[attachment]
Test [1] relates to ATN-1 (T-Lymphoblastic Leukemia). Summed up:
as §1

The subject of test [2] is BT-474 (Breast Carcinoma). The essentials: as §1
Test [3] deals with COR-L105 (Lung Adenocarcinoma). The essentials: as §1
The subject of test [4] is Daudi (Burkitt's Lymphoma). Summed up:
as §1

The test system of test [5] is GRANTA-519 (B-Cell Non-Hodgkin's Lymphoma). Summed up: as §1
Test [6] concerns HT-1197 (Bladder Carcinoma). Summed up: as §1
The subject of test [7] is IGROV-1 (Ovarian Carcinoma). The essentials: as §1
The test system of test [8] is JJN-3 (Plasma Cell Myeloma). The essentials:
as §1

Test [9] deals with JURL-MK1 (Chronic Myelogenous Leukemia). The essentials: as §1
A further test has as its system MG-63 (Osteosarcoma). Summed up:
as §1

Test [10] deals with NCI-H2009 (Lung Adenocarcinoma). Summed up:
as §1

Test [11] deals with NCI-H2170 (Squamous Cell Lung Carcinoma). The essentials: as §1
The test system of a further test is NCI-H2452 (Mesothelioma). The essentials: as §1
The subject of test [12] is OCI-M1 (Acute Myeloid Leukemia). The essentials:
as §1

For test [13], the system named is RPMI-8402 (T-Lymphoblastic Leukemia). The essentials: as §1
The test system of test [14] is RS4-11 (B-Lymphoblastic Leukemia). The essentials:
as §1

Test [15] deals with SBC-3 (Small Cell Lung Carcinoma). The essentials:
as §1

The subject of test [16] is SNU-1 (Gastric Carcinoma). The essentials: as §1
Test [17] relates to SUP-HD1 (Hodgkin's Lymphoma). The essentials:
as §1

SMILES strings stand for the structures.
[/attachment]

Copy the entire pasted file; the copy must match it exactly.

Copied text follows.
Test [1] relates to ATN-1 (T-Lymphoblastic Leukemia). Summed up:
as §1

The subject of test [2] is BT-474 (Breast Carcinoma). The essentials: as §1
Test [3] deals with COR-L105 (Lung Adenocarcinoma). The essentials: as §1
The subject of test [4] is Daudi (Burkitt's Lymphoma). Summed up:
as §1

The test system of test [5] is GRANTA-519 (B-Cell Non-Hodgkin's Lymphoma). Summed up: as §1
Test [6] concerns HT-1197 (Bladder Carcinoma). Summed up: as §1
The subject of test [7] is IGROV-1 (Ovarian Carcinoma). The essentials: as §1
The test system of test [8] is JJN-3 (Plasma Cell Myeloma). The essentials:
as §1

Test [9] deals with JURL-MK1 (Chronic Myelogenous Leukemia). The essentials: as §1
A further test has as its system MG-63 (Osteosarcoma). Summed up:
as §1

Test [10] deals with NCI-H2009 (Lung Adenocarcinoma). Summed up:
as §1

Test [11] deals with NCI-H2170 (Squamous Cell Lung Carcinoma). The essentials: as §1
The test system of a further test is NCI-H2452 (Mesothelioma). The essentials: as §1
The subject of test [12] is OCI-M1 (Acute Myeloid Leukemia). The essentials:
as §1

For test [13], the system named is RPMI-8402 (T-Lymphoblastic Leukemia). The essentials: as §1
The test system of test [14] is RS4-11 (B-Lymphoblastic Leukemia). The essentials:
as §1

Test [15] deals with SBC-3 (Small Cell Lung Carcinoma). The essentials:
as §1

The subject of test [16] is SNU-1 (Gastric Carcinoma). The essentials: as §1
Test [17] relates to SUP-HD1 (Hodgkin's Lymphoma). The essentials:
as §1

SMILES strings stand for the structures.